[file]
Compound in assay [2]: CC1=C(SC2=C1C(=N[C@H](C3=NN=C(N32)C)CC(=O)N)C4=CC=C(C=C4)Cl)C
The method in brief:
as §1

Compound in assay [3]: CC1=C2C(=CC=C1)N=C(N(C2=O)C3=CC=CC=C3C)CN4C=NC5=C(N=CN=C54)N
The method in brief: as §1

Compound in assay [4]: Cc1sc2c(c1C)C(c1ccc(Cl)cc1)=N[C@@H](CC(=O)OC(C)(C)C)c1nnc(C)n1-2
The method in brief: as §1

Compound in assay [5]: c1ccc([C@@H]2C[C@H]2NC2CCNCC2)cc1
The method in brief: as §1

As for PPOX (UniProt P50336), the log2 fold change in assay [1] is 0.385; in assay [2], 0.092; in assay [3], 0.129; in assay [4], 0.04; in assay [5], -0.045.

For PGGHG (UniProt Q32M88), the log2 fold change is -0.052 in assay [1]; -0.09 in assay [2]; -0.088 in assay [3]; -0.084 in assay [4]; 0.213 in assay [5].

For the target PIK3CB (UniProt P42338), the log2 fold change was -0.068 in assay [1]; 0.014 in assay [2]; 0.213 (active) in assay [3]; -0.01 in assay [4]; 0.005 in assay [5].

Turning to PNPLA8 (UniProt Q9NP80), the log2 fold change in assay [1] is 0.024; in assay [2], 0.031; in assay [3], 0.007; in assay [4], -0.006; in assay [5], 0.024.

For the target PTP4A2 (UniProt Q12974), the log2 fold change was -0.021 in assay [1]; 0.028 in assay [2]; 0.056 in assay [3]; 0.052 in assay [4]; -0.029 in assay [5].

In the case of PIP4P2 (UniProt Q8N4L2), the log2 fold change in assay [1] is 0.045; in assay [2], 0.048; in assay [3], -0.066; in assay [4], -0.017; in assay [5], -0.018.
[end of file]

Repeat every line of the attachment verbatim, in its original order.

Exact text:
Compound in assay [2]: CC1=C(SC2=C1C(=N[C@H](C3=NN=C(N32)C)CC(=O)N)C4=CC=C(C=C4)Cl)C
The method in brief:
as §1

Compound in assay [3]: CC1=C2C(=CC=C1)N=C(N(C2=O)C3=CC=CC=C3C)CN4C=NC5=C(N=CN=C54)N
The method in brief: as §1

Compound in assay [4]: Cc1sc2c(c1C)C(c1ccc(Cl)cc1)=N[C@@H](CC(=O)OC(C)(C)C)c1nnc(C)n1-2
The method in brief: as §1

Compound in assay [5]: c1ccc([C@@H]2C[C@H]2NC2CCNCC2)cc1
The method in brief: as §1

As for PPOX (UniProt P50336), the log2 fold change in assay [1] is 0.385; in assay [2], 0.092; in assay [3], 0.129; in assay [4], 0.04; in assay [5], -0.045.

For PGGHG (UniProt Q32M88), the log2 fold change is -0.052 in assay [1]; -0.09 in assay [2]; -0.088 in assay [3]; -0.084 in assay [4]; 0.213 in assay [5].

For the target PIK3CB (UniProt P42338), the log2 fold change was -0.068 in assay [1]; 0.014 in assay [2]; 0.213 (active) in assay [3]; -0.01 in assay [4]; 0.005 in assay [5].

Turning to PNPLA8 (UniProt Q9NP80), the log2 fold change in assay [1] is 0.024; in assay [2], 0.031; in assay [3], 0.007; in assay [4], -0.006; in assay [5], 0.024.

For the target PTP4A2 (UniProt Q12974), the log2 fold change was -0.021 in assay [1]; 0.028 in assay [2]; 0.056 in assay [3]; 0.052 in assay [4]; -0.029 in assay [5].

In the case of PIP4P2 (UniProt Q8N4L2), the log2 fold change in assay [1] is 0.045; in assay [2], 0.048; in assay [3], -0.066; in assay [4], -0.017; in assay [5], -0.018.